"LAW I: A robot may not injure a human being or, through inaction, allow a human being to come to harm.
LAW II: A robot must obey orders given it by human beings except where such orders would conflict with the first law.
LAW III: A robot must protect its own existence as long as such protection does not conflict with the first or second law."
The above is found printed on-screen at the beginning of this sci-fi action film.
This movie is loosely based ("suggested by," according to the end credits) on Isaac Asimov's short-story collection also entitled "I, Robot."
Some people don't seem to like this movie, but I found it interesting.
This movie is set in Chicago in the year 2035. By this time, anthropomorphic ("human-looking") robots are doing menial tasks for humans. All robots have as their core programming the three laws indicated above. But something seems to go wrong and a human is found dead. (Not just any human, but a genius roboticist played by James Cromwell.)
Enter homicide detective Dell Spooner (Will Smith who also was one of this movie's executive producers) who has to try to solve exactly what happened. A robopsychologist (Bridget Moynahan) aids Spooner in his investigation. (Believe it or not, even robots need shrinks.)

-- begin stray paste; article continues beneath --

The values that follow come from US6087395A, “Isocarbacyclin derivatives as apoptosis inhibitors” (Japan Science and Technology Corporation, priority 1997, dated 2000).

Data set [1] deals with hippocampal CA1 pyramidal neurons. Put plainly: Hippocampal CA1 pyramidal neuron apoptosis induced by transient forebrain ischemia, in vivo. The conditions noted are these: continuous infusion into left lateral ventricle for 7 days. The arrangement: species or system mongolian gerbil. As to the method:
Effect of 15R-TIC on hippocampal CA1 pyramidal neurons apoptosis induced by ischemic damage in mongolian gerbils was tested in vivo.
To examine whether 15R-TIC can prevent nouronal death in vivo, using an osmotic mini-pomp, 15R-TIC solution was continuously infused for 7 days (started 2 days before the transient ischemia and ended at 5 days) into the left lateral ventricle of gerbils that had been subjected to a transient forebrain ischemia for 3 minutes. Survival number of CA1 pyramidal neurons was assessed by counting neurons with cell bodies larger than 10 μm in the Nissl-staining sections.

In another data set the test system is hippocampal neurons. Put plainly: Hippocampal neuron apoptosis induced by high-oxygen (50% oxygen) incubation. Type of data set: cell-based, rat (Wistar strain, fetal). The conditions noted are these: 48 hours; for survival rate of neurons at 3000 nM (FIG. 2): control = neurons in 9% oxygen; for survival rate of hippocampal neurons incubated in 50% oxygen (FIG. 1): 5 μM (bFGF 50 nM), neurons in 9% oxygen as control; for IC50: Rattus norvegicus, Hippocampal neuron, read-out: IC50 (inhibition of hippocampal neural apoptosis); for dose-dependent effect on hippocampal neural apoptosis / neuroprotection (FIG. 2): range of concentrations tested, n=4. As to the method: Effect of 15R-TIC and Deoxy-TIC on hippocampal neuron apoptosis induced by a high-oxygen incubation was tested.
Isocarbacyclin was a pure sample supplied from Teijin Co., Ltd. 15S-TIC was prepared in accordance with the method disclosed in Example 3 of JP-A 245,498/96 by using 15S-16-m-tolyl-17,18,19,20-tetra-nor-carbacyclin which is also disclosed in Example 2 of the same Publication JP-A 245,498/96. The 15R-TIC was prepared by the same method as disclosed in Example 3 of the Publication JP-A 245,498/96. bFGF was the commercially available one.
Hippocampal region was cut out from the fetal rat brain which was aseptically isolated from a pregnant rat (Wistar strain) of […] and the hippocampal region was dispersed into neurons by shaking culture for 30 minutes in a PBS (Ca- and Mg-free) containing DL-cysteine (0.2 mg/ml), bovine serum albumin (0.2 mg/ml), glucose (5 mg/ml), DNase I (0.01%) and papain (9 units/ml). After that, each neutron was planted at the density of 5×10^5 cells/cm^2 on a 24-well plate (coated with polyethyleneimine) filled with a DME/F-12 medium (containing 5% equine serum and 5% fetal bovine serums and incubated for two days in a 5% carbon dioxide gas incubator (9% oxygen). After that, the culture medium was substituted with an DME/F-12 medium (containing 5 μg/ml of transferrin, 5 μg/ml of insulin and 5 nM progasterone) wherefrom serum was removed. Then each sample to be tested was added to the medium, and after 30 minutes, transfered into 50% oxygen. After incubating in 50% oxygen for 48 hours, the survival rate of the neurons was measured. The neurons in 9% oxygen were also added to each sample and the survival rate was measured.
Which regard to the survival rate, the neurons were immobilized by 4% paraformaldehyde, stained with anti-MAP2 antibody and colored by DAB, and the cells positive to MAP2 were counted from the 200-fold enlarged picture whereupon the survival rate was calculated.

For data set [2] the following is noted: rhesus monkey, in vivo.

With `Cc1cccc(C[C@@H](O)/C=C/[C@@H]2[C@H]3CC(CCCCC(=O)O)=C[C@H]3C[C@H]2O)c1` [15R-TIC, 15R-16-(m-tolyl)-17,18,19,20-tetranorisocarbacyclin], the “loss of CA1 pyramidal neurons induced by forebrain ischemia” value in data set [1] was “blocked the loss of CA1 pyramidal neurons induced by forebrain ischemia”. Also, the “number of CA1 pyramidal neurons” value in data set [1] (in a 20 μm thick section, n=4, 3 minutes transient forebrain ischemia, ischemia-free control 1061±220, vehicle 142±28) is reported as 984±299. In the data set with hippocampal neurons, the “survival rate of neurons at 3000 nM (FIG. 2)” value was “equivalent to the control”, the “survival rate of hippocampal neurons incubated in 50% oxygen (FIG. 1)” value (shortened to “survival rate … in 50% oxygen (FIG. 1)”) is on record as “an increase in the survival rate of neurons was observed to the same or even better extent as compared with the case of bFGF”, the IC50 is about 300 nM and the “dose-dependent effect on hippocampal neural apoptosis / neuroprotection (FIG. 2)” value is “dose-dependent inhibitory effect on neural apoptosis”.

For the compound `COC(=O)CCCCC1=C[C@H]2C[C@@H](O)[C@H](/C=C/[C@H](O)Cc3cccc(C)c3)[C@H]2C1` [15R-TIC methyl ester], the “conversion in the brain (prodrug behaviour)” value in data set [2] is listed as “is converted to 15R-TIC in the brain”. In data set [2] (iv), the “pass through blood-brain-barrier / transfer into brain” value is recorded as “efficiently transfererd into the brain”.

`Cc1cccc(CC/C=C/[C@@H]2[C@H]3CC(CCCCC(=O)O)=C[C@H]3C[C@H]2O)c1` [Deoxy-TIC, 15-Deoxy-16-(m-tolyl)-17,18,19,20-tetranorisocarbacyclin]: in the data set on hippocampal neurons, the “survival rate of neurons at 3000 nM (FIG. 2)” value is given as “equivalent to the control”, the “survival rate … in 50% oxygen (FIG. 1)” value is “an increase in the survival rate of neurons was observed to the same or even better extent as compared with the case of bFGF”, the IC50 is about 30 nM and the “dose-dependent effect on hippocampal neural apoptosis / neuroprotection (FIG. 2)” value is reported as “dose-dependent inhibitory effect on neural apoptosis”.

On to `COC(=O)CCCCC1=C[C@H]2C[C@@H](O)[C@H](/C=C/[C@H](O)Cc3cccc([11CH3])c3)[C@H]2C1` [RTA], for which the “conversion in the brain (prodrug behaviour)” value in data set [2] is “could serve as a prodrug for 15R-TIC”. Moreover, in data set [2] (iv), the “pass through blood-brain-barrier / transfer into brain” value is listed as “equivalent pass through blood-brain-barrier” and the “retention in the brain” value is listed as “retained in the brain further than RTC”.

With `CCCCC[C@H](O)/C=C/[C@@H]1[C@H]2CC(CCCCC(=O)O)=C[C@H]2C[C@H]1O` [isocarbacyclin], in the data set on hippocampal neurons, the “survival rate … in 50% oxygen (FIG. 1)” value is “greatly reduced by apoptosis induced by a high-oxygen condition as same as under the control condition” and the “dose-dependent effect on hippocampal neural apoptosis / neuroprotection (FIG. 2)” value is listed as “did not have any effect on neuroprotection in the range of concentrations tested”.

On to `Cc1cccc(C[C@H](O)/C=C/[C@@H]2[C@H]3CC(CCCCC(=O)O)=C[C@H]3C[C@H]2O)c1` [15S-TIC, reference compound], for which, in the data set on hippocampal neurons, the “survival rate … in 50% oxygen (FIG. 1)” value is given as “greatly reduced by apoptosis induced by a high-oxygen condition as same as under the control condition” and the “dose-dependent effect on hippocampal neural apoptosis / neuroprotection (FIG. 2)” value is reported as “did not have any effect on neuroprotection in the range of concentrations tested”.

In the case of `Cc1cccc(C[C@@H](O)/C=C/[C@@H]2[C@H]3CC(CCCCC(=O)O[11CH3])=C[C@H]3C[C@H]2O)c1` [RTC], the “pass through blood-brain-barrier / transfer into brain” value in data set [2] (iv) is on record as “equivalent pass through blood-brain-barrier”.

Yes, this movie has plenty of action and special effects. The action, though, is not mindless and I found myself pausing to think. As well, the special effects were done well and did not take over the movie. I liked especially how the robots interacted with humans. (The technique used for the robots was "motion capture" and I found it to be quite effective.)
As I said, this is an action movie that gives you pause to think or consider artificial intelligence and even what it means to be human with respect to such things as consciousness, uniqueness, death, having a purpose in life, free will, creativity, and evolution.
This movie has good background music that aided each scene.
Finally, the DVD itself (the one released Dec. 2004) is excellent in picture and sound quality. It has several extras.
In conclusion, this is a good, futuristic sci-fi movie that causes you to think. And don't worry: no actual robots were hurt during the making of this movie!!
(2004; 1 hr, 55 min; wide screen; 39 scenes)
<<Stephen Pletko, London, Ontario, Canada>>